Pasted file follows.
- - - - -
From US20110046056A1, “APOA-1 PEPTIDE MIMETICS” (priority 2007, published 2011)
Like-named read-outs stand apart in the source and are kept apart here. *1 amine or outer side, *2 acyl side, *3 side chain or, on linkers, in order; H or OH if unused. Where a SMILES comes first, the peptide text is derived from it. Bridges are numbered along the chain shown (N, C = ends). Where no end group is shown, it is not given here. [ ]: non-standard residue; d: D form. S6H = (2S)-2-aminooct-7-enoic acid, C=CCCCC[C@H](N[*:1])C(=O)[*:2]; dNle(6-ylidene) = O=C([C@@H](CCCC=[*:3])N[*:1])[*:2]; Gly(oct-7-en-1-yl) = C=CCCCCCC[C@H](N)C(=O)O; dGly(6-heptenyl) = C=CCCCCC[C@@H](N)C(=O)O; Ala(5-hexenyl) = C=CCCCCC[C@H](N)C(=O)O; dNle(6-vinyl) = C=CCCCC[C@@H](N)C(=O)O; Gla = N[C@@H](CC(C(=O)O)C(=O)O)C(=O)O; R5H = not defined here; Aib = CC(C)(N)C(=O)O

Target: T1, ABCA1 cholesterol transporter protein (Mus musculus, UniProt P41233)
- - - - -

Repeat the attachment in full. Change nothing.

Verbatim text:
From US20110046056A1, “APOA-1 PEPTIDE MIMETICS” (priority 2007, published 2011)
Like-named read-outs stand apart in the source and are kept apart here. *1 amine or outer side, *2 acyl side, *3 side chain or, on linkers, in order; H or OH if unused. Where a SMILES comes first, the peptide text is derived from it. Bridges are numbered along the chain shown (N, C = ends). Where no end group is shown, it is not given here. [ ]: non-standard residue; d: D form. S6H = (2S)-2-aminooct-7-enoic acid, C=CCCCC[C@H](N[*:1])C(=O)[*:2]; dNle(6-ylidene) = O=C([C@@H](CCCC=[*:3])N[*:1])[*:2]; Gly(oct-7-en-1-yl) = C=CCCCCCC[C@H](N)C(=O)O; dGly(6-heptenyl) = C=CCCCCC[C@@H](N)C(=O)O; Ala(5-hexenyl) = C=CCCCCC[C@H](N)C(=O)O; dNle(6-vinyl) = C=CCCCC[C@@H](N)C(=O)O; Gla = N[C@@H](CC(C(=O)O)C(=O)O)C(=O)O; R5H = not defined here; Aib = CC(C)(N)C(=O)O

Target: T1, ABCA1 cholesterol transporter protein (Mus musculus, UniProt P41233)